Train passengers are warned of major disruption from extreme heat on railway lines, as ministers said the NHS is braced for a “surge” in demand.
Avanti West Coast warned passengers wishing to use services between London Euston and Scotland to plan ahead due to the impact of weather on infrastructure.
The company said Saturday and Sunday services could be canceled at short notice.
It also warned that services on Monday 18 July and Tuesday 19 July are subject to changed timetables and extended travel times.
A Cobra emergency meeting was held on Thursday evening to discuss how to tackle the UK heatwave.
The Met Office has predicted record-breaking temperatures of up to 35C in some parts of the UK early next week, with warnings that could put lives at risk.
The forecaster has issued a three-day yellow alert for “extreme heat” from Sunday and there are concerns the heatwave could bring the NHS to a “tipping point”.
Cabinet Secretary Kit Malthouse urged the public to be on the lookout for people who are particularly vulnerable in the heat.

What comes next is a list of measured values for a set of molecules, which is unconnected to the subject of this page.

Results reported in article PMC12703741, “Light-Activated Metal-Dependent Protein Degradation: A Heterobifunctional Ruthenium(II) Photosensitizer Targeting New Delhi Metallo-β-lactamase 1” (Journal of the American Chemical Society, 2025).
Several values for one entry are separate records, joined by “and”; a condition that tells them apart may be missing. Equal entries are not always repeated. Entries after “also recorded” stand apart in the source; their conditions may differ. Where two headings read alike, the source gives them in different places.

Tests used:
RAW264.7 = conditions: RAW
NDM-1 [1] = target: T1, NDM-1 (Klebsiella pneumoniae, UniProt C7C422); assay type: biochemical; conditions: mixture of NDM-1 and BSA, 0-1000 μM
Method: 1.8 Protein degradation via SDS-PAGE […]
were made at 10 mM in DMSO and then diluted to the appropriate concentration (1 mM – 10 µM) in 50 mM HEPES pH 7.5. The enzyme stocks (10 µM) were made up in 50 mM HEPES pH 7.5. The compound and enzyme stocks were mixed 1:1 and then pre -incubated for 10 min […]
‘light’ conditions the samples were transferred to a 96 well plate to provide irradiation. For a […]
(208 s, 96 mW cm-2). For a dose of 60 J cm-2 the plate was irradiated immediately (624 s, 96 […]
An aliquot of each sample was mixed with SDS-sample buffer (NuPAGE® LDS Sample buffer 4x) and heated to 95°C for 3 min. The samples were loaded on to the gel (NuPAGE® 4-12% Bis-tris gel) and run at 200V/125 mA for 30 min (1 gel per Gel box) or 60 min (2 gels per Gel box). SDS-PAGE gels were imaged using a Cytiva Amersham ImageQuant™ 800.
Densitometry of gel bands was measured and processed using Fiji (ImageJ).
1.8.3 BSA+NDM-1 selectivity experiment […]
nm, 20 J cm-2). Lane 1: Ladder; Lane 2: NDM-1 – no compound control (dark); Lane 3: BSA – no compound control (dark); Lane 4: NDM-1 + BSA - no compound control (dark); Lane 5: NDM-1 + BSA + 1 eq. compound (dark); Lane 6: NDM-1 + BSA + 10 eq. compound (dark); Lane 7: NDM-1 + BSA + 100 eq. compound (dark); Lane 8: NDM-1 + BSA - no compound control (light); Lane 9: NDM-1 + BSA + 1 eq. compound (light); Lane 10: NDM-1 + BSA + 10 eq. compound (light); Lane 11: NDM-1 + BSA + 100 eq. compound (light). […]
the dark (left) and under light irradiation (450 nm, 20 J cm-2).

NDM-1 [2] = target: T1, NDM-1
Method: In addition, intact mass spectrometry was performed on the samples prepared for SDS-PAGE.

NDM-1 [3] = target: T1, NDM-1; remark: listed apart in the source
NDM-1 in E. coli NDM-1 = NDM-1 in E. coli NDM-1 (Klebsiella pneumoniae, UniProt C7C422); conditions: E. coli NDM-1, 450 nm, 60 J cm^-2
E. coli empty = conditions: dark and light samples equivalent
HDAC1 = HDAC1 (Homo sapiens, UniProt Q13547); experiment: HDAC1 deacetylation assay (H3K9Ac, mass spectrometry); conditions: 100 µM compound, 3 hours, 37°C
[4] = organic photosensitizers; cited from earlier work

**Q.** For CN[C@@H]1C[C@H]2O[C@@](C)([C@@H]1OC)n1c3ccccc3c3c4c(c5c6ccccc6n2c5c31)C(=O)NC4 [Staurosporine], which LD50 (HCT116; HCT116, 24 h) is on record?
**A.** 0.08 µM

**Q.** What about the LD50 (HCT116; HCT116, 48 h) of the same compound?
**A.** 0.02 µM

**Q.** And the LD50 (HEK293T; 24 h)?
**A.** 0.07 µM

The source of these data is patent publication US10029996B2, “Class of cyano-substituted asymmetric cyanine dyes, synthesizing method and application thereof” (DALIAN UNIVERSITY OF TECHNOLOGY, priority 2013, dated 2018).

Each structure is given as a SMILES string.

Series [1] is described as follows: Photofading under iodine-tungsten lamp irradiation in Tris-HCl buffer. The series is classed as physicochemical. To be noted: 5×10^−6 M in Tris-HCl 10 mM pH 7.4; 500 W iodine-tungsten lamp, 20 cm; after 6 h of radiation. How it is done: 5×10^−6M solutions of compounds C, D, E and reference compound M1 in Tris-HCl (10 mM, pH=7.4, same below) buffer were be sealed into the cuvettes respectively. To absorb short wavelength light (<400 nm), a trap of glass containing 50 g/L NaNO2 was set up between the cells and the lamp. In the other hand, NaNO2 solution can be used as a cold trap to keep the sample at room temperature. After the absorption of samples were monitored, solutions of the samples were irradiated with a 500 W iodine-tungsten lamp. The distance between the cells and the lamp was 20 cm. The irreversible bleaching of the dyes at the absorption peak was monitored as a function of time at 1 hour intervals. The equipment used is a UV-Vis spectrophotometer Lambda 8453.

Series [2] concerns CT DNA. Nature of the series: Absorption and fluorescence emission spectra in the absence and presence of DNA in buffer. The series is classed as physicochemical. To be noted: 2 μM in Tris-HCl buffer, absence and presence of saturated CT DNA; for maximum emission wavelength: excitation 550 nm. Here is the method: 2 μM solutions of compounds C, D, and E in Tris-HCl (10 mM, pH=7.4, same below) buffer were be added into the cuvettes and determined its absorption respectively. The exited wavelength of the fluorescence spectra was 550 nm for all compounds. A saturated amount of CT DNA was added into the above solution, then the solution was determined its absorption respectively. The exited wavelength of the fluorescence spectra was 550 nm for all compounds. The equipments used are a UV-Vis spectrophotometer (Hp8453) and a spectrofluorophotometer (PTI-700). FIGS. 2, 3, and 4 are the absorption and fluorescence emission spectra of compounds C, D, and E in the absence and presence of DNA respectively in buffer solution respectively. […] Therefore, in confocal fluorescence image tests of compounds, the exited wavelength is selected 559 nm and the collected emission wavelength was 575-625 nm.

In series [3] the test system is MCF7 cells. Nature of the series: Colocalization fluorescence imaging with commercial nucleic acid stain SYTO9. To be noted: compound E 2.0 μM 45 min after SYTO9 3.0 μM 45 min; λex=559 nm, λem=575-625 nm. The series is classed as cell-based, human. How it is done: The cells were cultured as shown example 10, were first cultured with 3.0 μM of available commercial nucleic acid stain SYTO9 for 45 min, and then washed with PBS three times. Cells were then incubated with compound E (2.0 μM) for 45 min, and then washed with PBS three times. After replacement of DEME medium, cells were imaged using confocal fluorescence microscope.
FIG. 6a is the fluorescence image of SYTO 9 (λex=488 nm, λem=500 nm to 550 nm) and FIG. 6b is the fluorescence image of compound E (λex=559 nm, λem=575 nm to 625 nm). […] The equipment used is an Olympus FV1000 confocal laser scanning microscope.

“The most important thing we can do is prepare government services for a possible surge in demand — not least in healthcare and elsewhere — but also communicate critically that the first line of defense is indeed individual behavior change,” he said.
“People have to be careful, do all the things they would do when it’s very hot – wear a hat, drink water – but also be critical (with) the most vulnerable groups – the elderly, those with heart circulatory problems and the very young – that people look out for them and take care of them.
“We ask people if they have an elderly neighbor, especially if they live alone. It would be a neighborly thing to check on them and make sure they fend for themselves and have access to water.
“The current projection is that we’ll be in our mid to late 30s, but there’s a reduced chance we could surpass that and potentially reach 40, which would be an all-time record.”
According to Network Rail, steel rails absorb heat easily and tend to hover about 20 degrees above ambient air temperature.
With temperatures of up to 37C (99F) expected in London early next week, the hot weather – particularly direct sunlight – could see track temperatures hit as high as 50C.
In such conditions, rails can bend, flex, and in some cases buckle from the heat.
Trains therefore run more slowly in extremely hot weather to reduce the stress on the rails.